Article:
A few weeks ago you came into my bed to snuggle and chat, and for the first time in ages, you fell asleep in my arms. I couldn’t believe how big you felt, and I realized it won’t be very long until you will no longer EVER fall asleep curled up in my hug. I felt a bit of sadness for future me, who will miss those moments so much, but then I looked at your face with your long eyelashes fluttering on your cheeks as you dreamed, and decided instead of being sad, I wanted to fully be present in that moment. That way, even when you’re a giant, smelly teenager, I’ll still have that memory to pull me back to these wonderful moments of parenting my sweet eight-year-old.
I love you, Tater.
There is something pretty amazing about finding a creative outlet and losing yourself in it. I’ve been fortunate enough to have had lightening strike twice before in this capacity. First, when I started this blog in 2004. What began as a way for me to let off steam, share with friends and family, and improve my writing voice quickly became one of the best parts of my life. I found myself writing into all hours of the night, only stopping when I could no longer keep my eyes open. I wasn’t writing for the likes or clicks, but because I simply enjoyed it.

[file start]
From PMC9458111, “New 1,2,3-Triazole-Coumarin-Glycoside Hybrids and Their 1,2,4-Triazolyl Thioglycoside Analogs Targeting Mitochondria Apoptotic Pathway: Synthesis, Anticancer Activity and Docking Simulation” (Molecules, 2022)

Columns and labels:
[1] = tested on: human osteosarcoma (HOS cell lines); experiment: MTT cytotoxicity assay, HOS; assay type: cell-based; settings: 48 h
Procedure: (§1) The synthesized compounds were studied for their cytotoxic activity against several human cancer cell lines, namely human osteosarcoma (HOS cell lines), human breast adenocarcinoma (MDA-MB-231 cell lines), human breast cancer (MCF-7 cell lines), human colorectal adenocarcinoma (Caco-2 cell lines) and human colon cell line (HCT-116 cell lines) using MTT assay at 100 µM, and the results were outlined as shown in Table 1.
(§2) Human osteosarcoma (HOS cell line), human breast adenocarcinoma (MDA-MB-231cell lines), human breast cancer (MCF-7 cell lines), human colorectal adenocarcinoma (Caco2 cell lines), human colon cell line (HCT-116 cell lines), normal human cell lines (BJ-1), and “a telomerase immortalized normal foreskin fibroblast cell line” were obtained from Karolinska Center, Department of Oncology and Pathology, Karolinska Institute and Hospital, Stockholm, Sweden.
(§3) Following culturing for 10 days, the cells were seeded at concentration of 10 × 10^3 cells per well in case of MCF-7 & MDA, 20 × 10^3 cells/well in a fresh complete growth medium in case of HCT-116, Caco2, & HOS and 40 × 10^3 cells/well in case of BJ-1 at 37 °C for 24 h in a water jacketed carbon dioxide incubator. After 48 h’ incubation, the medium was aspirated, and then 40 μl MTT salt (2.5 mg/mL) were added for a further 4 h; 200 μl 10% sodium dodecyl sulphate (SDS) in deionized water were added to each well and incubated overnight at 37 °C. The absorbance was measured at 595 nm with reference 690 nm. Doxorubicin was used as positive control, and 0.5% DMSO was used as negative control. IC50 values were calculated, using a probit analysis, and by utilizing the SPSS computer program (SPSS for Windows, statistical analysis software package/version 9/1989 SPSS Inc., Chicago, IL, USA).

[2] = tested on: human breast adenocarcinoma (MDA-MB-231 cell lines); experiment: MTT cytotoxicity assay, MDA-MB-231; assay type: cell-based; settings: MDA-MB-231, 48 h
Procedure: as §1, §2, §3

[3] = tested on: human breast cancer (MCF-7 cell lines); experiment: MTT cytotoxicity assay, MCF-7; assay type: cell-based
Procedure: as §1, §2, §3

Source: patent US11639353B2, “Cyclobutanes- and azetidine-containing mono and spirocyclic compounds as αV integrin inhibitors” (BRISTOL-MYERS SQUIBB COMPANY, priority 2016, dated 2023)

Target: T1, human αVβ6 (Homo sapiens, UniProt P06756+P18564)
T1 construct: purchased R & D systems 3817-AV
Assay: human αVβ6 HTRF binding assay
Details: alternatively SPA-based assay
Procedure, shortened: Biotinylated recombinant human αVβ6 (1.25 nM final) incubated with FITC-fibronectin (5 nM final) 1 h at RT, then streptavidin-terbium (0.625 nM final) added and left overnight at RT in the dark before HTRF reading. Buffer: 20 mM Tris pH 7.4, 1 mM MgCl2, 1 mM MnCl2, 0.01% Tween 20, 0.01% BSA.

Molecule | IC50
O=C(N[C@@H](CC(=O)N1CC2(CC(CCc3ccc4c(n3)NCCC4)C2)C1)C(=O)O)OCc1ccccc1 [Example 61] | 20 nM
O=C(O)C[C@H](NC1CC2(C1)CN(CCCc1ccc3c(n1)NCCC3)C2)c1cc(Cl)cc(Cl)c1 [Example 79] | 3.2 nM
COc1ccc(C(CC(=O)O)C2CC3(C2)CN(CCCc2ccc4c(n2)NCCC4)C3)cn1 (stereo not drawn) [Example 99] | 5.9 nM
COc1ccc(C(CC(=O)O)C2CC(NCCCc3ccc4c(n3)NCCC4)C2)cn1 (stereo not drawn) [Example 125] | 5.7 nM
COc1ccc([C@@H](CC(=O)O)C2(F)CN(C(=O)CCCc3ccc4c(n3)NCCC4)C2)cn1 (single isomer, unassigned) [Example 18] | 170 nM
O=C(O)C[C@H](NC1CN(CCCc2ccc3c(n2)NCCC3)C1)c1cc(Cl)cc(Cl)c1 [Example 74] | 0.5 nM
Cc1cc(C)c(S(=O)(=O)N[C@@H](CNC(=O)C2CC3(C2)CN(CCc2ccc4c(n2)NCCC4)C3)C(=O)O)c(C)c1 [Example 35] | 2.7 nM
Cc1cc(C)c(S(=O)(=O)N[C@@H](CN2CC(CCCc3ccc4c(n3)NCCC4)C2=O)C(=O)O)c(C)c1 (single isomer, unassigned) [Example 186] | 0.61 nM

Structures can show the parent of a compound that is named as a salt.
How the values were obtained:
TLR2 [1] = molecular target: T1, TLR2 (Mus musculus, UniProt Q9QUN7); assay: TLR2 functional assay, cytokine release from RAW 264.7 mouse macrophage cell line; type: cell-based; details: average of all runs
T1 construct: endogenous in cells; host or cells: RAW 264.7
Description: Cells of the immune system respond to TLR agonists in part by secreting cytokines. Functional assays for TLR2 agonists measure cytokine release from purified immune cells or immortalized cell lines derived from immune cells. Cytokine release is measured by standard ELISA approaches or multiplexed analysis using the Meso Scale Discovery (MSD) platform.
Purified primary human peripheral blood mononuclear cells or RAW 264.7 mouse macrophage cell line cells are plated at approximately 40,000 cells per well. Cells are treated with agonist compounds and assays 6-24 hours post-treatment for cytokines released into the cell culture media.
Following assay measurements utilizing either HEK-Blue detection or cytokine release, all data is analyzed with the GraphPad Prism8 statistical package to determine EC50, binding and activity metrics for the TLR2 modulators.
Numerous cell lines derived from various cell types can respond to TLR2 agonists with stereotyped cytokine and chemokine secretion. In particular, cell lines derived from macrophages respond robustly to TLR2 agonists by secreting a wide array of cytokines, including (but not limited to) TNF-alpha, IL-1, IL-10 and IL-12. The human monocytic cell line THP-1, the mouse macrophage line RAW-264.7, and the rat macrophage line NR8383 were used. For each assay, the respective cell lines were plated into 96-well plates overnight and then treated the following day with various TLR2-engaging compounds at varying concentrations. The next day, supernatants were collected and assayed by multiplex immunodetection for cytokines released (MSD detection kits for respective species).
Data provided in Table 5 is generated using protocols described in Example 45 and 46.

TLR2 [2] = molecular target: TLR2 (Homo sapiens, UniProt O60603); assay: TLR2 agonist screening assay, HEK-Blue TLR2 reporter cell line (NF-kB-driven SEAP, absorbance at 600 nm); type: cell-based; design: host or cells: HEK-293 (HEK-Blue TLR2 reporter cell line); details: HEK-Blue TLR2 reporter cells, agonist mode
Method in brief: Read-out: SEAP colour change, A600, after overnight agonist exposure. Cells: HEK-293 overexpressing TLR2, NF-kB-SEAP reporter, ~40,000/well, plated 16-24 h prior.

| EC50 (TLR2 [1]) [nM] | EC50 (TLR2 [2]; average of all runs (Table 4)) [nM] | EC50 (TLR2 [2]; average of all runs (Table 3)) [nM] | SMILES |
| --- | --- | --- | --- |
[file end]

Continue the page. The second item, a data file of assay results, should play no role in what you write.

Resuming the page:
Later, I found a similar peace in photography. I would sit at my computer as my family slept, learning new editing techniques and taking online classes. Photography felt like a puzzle that I was learning how to put together. I couldn’t afford to go back to school full time, but I could use every tool the internet put at my fingertips to be the best I could be. At the time, I wasn’t charging for my skills or take photos of others, but instead just doing it for the pleasure of creating. It was a wonderful time in my life.